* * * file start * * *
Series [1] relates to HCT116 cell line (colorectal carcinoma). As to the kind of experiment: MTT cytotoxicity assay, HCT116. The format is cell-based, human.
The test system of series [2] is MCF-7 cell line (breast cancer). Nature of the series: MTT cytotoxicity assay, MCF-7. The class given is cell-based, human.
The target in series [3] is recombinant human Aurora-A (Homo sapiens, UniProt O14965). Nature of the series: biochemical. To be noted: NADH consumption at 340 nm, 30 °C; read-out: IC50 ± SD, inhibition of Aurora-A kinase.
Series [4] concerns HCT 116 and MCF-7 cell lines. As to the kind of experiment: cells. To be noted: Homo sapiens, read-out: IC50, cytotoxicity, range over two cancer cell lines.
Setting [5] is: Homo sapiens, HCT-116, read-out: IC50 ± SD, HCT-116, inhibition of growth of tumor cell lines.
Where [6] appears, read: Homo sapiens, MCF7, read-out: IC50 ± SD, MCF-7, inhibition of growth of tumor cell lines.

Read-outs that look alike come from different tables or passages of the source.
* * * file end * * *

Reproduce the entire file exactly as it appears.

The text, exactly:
Series [1] relates to HCT116 cell line (colorectal carcinoma). As to the kind of experiment: MTT cytotoxicity assay, HCT116. The format is cell-based, human.
The test system of series [2] is MCF-7 cell line (breast cancer). Nature of the series: MTT cytotoxicity assay, MCF-7. The class given is cell-based, human.
The target in series [3] is recombinant human Aurora-A (Homo sapiens, UniProt O14965). Nature of the series: biochemical. To be noted: NADH consumption at 340 nm, 30 °C; read-out: IC50 ± SD, inhibition of Aurora-A kinase.
Series [4] concerns HCT 116 and MCF-7 cell lines. As to the kind of experiment: cells. To be noted: Homo sapiens, read-out: IC50, cytotoxicity, range over two cancer cell lines.
Setting [5] is: Homo sapiens, HCT-116, read-out: IC50 ± SD, HCT-116, inhibition of growth of tumor cell lines.
Where [6] appears, read: Homo sapiens, MCF7, read-out: IC50 ± SD, MCF-7, inhibition of growth of tumor cell lines.

Read-outs that look alike come from different tables or passages of the source.